Future efforts to boost African neuroscience must therefore encourage intra-African collaborations and the sharing of resources. At the same time, collaborations with the Global North need to ensure equity so that African partners are not relegated to the sidelines and are given the opportunity to shape projects.
Advanced technologies and medicinal plants
Cutting-edge technologies have been among the major drivers of breakthroughs in neuroscience. Therefore, it is no surprise that countries that have achieved high scientific success to date are those that have access to these state-of-the-art technologies.
However, less than thirty per cent of African neuroscience publications – with the exception of The Gambia – used equipment such as fluorescence and electron microscopy, molecular biology, and cell culture. This indicates that investment in African neuroscience also requires the modernization of research tools.
Another finding specific to Africa: the study of endemic medicinal plants plays an important role in African neuroscience publications. Many of these plants have been used for centuries for the treatment of diseases, but have recently attracted criticism because of false promises by some practitioners – and even proved harmful in some cases. To document the scientific validity of these plants, African researchers, particularly those in West Africa, are investing heavily in this branch of neuroscience, to explore the therapeutic potential of medicinal plants. By contrast, this field of study is generally ignored by countries in the Global North, represented in our study by Australia, the United Kingdom, US, and Japan.
In addition, our analysis finds the almost total absence of genetically modified model systems in African neuroscience. Due to the close genetic make-up between animals and humans, these models make it easy to enable the modelling of human diseases. The diversity of animal models in the African ecosystem is a strength for African neuroscience, as it can offer a novel perspective into animal and human neuroscience. The promotion of low-cost, genetically tractable model systems – like fruit flies, zebrafish, or the roundworm Caenorhabditis elegans – will further strengthen the African neuroscience landscape.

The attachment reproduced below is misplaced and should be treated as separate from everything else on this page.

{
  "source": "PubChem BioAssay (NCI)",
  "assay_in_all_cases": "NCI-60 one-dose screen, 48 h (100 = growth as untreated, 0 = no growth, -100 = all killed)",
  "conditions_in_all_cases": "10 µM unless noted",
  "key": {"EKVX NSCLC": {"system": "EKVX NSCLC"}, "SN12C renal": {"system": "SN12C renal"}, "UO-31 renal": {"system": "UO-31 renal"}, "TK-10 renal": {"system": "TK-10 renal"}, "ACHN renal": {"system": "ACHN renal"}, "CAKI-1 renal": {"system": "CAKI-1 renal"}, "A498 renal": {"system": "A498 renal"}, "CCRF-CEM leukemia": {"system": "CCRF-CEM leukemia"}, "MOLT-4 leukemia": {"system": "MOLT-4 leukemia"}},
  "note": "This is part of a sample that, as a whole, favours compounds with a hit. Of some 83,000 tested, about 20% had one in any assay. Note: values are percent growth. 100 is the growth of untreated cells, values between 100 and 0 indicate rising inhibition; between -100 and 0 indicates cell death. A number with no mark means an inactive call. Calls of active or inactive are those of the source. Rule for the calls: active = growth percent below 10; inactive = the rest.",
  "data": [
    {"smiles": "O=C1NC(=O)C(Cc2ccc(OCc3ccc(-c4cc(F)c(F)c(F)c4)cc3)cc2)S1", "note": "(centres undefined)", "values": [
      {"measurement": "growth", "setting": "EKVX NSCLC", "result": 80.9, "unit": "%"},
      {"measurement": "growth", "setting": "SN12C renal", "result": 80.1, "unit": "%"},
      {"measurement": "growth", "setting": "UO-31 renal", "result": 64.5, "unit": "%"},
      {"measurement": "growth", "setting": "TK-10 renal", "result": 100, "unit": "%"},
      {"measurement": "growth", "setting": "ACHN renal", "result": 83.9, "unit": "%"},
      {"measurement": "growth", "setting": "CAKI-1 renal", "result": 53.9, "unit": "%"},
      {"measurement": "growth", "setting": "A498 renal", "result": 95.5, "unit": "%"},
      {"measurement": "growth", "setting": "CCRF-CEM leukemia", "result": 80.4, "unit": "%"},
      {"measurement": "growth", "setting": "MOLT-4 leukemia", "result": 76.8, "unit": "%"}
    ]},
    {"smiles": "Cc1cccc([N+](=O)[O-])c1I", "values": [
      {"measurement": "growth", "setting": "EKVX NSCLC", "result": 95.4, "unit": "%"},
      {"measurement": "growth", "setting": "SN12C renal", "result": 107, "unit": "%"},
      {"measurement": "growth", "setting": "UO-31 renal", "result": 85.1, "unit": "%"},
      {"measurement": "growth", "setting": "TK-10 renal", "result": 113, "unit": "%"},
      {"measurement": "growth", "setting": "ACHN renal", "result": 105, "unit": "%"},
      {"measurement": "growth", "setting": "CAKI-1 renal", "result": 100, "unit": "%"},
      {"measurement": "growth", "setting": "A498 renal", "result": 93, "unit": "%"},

Funding and collaboration
In 2006, the African Union (AU) recommended that its member states invest one per cent of their gross domestic product (GDP) on research. However, no African country currently meets this recommendation. With the exception of Southern Africa, all countries on the continent rely heavily on funding from international sources, mainly from Europe and North America. It is no surprise then that Egypt and South Africa, which have the highest number of neuroscience publications on the continent are the only two countries investing close to the AU’s recommendation.
It is clear Africa has the potential to take the lead in neuroscience. Our study highlights the growing number of scientists, scientific contributions, and the impact of neuroscience on the continent. The continent has many philanthropists and charitable organizations that can help fund scientific research to build on its research of medicinal plants and, above all, its genetic diversity. However, local funders need to increase their investments to supplement international funding, boost scientific research infrastructure, and accelerate innovation.